Barrett-Jackson Auction Company announced that its 41st annual Arizona auction generated more than $92 million in sales and attracted a record 270,000 attendees at the WestWorld of Scottsdale from January 15 to 22.

The auction, which showcases and sells rare, high-end collectable vehicles, broke several world records last Saturday. It also experienced a 32 percent improvement in sales and a 16 percent improvement in attendance compared to the 2011 auction.

“The excitement over the high-end classics in the 5000 series and the Salon Offering Collection this year is beyond words,” said Craig Jackson, chairman and CEO of Barrett-Jackson, in a press release.

“I’m humbled to say that we had a record number of cars cross the block and were able to revisit our roots by offering some of the purest classics and concepts on the market with extraordinary results,” he added.

The Salon Offering Collection was composed of 31 highly sought-over vehicles that generated the highest bids. The auction’s top selling vehicle was a 1948 Tucker Torpedo, one of only 51 ever made, which sold for $2.915 million — a world record sale for a Tucker.

Another notable sale was a 1954 Mercedes-Benz 300SL Gullwing with only 4,159 original miles, which is the lowest mileage model known to exist. The sale also broke the world record for the highest-selling price for a steel-bodied 300SL Gullwing model.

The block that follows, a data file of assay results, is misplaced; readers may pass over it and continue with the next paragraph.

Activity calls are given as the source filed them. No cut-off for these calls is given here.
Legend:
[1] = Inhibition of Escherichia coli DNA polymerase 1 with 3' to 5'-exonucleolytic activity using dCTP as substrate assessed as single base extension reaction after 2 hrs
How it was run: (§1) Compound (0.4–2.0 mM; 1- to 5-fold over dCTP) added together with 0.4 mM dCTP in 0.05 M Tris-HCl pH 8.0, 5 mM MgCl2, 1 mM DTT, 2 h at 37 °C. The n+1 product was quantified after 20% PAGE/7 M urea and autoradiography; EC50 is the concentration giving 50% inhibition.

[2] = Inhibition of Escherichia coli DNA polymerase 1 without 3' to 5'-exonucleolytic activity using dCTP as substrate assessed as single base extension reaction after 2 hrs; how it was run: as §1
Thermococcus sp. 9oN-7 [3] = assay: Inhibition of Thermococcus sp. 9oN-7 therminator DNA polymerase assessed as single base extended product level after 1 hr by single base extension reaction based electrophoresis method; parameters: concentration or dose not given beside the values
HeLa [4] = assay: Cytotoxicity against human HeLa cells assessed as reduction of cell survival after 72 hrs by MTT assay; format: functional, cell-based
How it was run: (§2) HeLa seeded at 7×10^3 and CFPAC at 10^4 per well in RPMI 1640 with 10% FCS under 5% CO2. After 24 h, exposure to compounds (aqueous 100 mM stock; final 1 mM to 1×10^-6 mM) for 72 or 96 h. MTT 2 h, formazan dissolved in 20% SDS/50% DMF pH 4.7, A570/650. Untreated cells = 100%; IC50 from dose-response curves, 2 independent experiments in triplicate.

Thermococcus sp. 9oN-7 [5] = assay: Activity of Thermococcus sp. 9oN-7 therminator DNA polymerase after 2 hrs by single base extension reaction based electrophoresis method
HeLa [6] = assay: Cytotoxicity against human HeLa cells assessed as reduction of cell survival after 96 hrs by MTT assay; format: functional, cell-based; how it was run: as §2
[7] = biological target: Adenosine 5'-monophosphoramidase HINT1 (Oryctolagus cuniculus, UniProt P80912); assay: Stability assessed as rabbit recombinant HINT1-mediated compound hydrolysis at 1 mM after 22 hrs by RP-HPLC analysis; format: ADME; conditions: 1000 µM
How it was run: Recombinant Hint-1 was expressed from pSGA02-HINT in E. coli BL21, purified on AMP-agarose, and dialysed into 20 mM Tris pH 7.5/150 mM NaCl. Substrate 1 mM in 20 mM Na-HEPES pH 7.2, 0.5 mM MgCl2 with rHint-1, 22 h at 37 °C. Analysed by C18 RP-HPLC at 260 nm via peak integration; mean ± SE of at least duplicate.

The auction gave back to local and national charities as well. $5.8 million was raised through the sale of 22 vehicles and donations to the Barrett-Jackson-sponsored ChildHelp Charity that helps victims of child abuse and neglect.

The action also experienced a large growth in newcomers. New-registered bidders made up more than 50 percent of the total bidders, and almost half of the consigners were also new. The first-ever, DIY lifestyle exhibit made more information available to newcomers with its featured how-to on getting your car on the auction block.

For more information about Barrett-Jackson or the World’s Greatest Collector Car Auctions, visit